Music streaming service Spotify is launching two new offerings for advertisers.
Spotify for Brands – Spotify’s marketing platform that connects uses of the music streaming service with ￼brands – has unveiled ‘video takeover’ on desktop ￼and ‘sponsored sessions’ on mobile.
The two new products launch worldwide to Spotify’s 30 million plus free user base from early 2015. Global launch partners include Coca-Cola, Ford, McDonald’s and NBC Universal. Pictures.
Jeff Levick, Spotify’s chief business officer, told B&T: “It’s the largest new ad related launch since Spotify was founded more than seven years ago.”
Levick says there has been interest from local advertisers in the offerings but at this stage, only the launch partners can be revealed.
He said: “Because we’re not making this 100% live until Q1, the only thing we’re able to announce is the brands that are part of the test group. One of the reasons we’re excited to get this live in market is that other brands will be able to engage with the experience and also it will give us a chance to get better data at scale that will help us continue to refine and enhance the products.”
The details of the two new opportunities for advertisers are as follows:
Video takeover works for users engaging with Spotify on their desktop computers. Effectively, it is a 15 or 30 second ad break which is served only if client is in view giving the advertiser what Spotify calls “100% share of voice” which is a jargony way of saying it’s the only ad the user can see.
Sponsored sessions involve exclusive sponsorship of 30-minute ad-free sessions for non-paying Spotify users on their mobile devices. Listeners must watch a full 15 or 30 second ad to receive 30 minutes of ad-free listening.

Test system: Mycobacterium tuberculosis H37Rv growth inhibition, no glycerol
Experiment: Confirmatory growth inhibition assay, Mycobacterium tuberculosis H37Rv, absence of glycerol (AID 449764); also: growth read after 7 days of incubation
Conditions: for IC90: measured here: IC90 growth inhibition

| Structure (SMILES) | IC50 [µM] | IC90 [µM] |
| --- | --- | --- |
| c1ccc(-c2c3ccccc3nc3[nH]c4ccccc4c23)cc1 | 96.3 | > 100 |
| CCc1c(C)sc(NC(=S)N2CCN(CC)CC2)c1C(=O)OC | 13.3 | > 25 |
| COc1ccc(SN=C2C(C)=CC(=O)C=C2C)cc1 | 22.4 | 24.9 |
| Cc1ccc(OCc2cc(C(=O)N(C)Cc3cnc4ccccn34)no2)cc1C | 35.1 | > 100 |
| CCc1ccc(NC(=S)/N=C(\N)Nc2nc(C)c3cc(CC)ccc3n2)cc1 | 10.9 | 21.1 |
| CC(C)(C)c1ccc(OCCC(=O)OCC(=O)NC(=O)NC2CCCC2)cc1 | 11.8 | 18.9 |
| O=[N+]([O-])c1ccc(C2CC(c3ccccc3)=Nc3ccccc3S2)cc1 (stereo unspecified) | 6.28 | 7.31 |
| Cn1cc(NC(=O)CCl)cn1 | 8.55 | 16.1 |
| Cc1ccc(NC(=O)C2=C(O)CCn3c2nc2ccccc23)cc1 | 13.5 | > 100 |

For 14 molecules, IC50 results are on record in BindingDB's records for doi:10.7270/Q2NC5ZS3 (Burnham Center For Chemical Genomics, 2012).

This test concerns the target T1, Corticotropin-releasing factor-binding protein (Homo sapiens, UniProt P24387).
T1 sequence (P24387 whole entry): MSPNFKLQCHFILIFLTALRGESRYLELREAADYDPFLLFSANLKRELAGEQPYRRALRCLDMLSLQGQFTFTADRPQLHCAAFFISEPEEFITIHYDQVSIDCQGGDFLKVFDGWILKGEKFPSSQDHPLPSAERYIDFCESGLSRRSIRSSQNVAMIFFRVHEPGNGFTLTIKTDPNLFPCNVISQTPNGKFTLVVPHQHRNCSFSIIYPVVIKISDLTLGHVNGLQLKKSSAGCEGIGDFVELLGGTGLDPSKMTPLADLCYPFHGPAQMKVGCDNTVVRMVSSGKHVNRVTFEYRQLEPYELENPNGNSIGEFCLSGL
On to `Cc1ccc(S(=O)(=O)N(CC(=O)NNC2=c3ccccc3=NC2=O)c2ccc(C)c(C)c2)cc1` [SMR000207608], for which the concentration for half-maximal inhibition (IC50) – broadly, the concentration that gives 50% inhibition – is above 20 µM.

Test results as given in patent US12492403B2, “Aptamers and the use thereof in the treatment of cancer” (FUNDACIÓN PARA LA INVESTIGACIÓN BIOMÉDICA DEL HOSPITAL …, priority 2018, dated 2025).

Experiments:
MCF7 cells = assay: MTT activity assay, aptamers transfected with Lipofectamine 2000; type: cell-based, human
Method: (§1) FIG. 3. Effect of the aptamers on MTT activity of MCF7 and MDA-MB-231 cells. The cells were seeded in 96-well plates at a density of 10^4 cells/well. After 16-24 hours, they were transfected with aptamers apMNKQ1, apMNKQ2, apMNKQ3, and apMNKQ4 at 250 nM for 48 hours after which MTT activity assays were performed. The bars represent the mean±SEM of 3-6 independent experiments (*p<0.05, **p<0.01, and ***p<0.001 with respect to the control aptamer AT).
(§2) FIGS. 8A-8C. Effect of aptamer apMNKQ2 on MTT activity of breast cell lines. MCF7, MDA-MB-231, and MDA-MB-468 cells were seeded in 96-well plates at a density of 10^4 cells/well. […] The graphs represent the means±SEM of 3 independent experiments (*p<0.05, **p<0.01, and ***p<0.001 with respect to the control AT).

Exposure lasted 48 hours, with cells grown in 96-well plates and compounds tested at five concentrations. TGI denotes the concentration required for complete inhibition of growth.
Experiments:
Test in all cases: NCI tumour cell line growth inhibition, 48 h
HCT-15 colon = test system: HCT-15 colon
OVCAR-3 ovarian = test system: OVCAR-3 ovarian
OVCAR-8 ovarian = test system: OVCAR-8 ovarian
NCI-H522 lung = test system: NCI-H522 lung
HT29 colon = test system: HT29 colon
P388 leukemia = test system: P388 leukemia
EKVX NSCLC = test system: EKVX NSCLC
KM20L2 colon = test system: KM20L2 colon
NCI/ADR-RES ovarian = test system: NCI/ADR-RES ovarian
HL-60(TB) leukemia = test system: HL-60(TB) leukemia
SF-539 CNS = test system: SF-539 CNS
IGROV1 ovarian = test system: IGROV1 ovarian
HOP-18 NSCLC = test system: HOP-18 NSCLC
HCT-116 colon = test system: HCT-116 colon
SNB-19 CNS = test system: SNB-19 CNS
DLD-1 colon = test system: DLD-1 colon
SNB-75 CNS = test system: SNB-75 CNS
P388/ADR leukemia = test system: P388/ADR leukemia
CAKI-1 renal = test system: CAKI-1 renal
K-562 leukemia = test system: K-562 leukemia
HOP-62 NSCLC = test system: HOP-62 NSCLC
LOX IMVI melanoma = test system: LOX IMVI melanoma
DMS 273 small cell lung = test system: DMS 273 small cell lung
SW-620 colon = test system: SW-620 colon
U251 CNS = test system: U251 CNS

Levick says the two offerings are highly targeted, based around what the streaming service calls “moments”. He says: “Moments are activities, based on our data, we believe the consumer is engaging in in real time. An example a moment would be waking up. Commuting would be a moment. Working out would be a moment. This is the next level of targeting we’re looking into and brands would be excited because it’s giving them the chance to bring much more relevant content to an activity that consumers are already engaging in.”
Spotify offers an ad funded free service as well as a paid subscription model. When asked whether he prefers paying subscribers or users who see ads, Levick said: “We’re happy if people come and engage on the free platform, we’re happy if people come and become premium subscribers. Our goal, ultimately, is to get as many people on the platform as possible and then let them choose which way they want to engage with Spotify.”
Levick, who is based in New York, noted the success of the platform locally. He said: “Spotify is going incredibly well in Australia. It’s been one of our most successful launches in the last two or three years. We’re very happy with the share of audience we have. We’re very happy with the growth rate. We’re very happy with the partnerships in the region.”
According to Nielsen, Spotify owns 70% of the music streaming market in Australia.
Levick also believes the uptake Down Under has had a roll on effect to other countries. “We think that it has even had a lot to do with our success in New Zealand,” he said.